In this talk, I will focus on people aggregations at several densities, addressing first the detection and tracking of groups, while also extending the analysis to their behavior/activities. Besides, a large mass of people, a crowd, is also an interesting entity to manage, especially in public events where the level of crowdness may impact in the safety of the people. A crowd cannot be considered a group with a large number of people and, depending on its density, may require different specific techniques to monitor its behavior. I will also address crowd behavior analysis issues, especially dealing with crowd "normality" as opposed to the detection and localization of "abnormalities", as well as the recognition of specific threatening events, like panic and violence.



 

 

Trends and Challenges of Augmented Reality

Dieter Schmalstieg
Institute for Computer Graphics and Vision at Graz University of Technology
Austria
 

Brief Bio

Dieter Schmalstieg is full professor and head of the Institute for Computer Graphics and Vision at Graz University of Technology, Austria. His current research interests are augmented reality, virtual reality, computer graphics, visualization and human-computer interaction. He received Dipl.-Ing. (1993), Dr. techn. (1997) and Habilitation (2001) degrees from Vienna University of Technology. He is author and co-author of over 300 peer-reviewed scientific publications, with over ten best paper awards and nominations. His organizational roles include associate editor in chief of IEEE Transactions on Visualization and Computer Graphics, member of the editorial advisory board of computers & graphics and of the Springer Virtual Reality journal, member of the steering committee of the IEEE International Symposium on Mixed and Augmented Reality, chair of the EUROGRAPHICS working group on Virtual Environments (1999-2010), key researcher of the K-Plus Competence Center for Virtual Reality and Visualization in Vienna and key researcher of the Know-Center in Graz. In 2002, he received the START career award presented by the Austrian Science Fund. In 2012, he received the IEEE Virtual Reality technical achievement award for seminal contributions to the field of Augmented Reality. He was elected as a senior member of IEEE, as a member of the Austrian Academy of Sciences and as a member of the Academia Europaea. Since 2008, he is also director of the Christian Doppler Laboratory for Handheld Augmented Reality.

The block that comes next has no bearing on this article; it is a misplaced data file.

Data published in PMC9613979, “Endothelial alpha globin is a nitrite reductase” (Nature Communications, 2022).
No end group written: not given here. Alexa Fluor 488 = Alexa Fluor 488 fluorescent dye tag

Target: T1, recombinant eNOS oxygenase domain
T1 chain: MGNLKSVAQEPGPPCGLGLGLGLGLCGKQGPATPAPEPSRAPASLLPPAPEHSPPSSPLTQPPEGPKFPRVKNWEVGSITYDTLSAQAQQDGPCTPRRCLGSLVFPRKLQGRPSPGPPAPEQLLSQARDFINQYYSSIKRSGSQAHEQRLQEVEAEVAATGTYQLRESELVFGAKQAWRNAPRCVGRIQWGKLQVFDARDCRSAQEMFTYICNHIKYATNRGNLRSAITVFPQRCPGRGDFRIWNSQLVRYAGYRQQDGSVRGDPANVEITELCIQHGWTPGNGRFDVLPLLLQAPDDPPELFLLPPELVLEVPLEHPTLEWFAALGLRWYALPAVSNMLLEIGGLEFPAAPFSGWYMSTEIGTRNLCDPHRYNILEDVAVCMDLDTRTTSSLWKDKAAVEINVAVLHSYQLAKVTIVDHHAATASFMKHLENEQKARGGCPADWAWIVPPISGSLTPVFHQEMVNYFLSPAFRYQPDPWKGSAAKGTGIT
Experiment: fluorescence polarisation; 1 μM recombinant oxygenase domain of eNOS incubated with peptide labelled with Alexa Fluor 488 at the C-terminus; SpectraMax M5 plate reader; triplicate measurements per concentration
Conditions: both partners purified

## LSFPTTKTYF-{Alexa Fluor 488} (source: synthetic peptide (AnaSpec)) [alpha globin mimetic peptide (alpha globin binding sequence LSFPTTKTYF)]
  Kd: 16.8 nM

Abstract
Almost everybody today owns a mobile computer capable of running Augmented Reality applications. There are exiting new possibilities, for tourists, navigation, industry, medicine and entertainment. However, Augmented Reality is only as good as the information it communicates to the user. The most compelling applications of Augmented Reality require an infrastructure, which incorporates the device, the user, the environment and a cloud of online resources. This talk will discuss 20 years of experience with pioneering Augmented Reality projects and what the future may have in store for future Augmented Reality solutions.



 

 

Command Selection and User Expertise

Gilles Bailly
CNRS; Telecom ParisTech; University Paris-Saclay
France
 

Brief Bio

Gilles Bailly is researcher at the CNRS institute and Telecom ParisTech Laboratory since 2013. Previously, he was post-doctoral researcher at Cluster of Excellence of multimodal interaction (2013), Max-Planck Institute für Informatics (2012), Telekom Innovation Laboratories (2011-2012). He received his PhD in Computer Science from the University of Grenoble. Gilles Bailly is author or co-author of more than 50 peer-reviewed publications. His work has been awarded the Best Paper Award and Best Paper Honorable Mention at ACM CHI five times since 2012 and one time at ACM MobileHCI (2014). Several of his works such as ShoeSense or iSkin received a lot of attention in the medias. He has served on a number of program committees such as ACM CHI or ACM ITS. 

His research is in Human-Computer Interaction (HCI), focused on understanding and improving command selection, an important task in HCI. He especially focuses on the transition from novice to expert behaviors. He designs novel interaction techniques, build predictive models of performance and develop optimization methods. Applications include traditional desktop workstations, mobile devices, interactive public displays, gesture-based interaction, wearable computing, augmented reality and interactive visualization.


Abstract
The introduction of graphical user interfaces (GUIs) in 1981 played a major role in the democratization of interactive systems in office work, games, medicine, health, finance, etc. Millions of users now spend several hours per day to select commands and applications either on their desktop workstation, smartphone, tablet or wearable devices (e.g. smartwatch).

However, many users maintain suboptimal interaction techniques for months, years, or even decades, which have serious implications on productivity and satisfaction.

In this talk, I will present the main challenges of command selection as the most fundamental task in Human-Computer Interaction (HCI) and review the lastest advances to favor the transition from novice to expert behavior.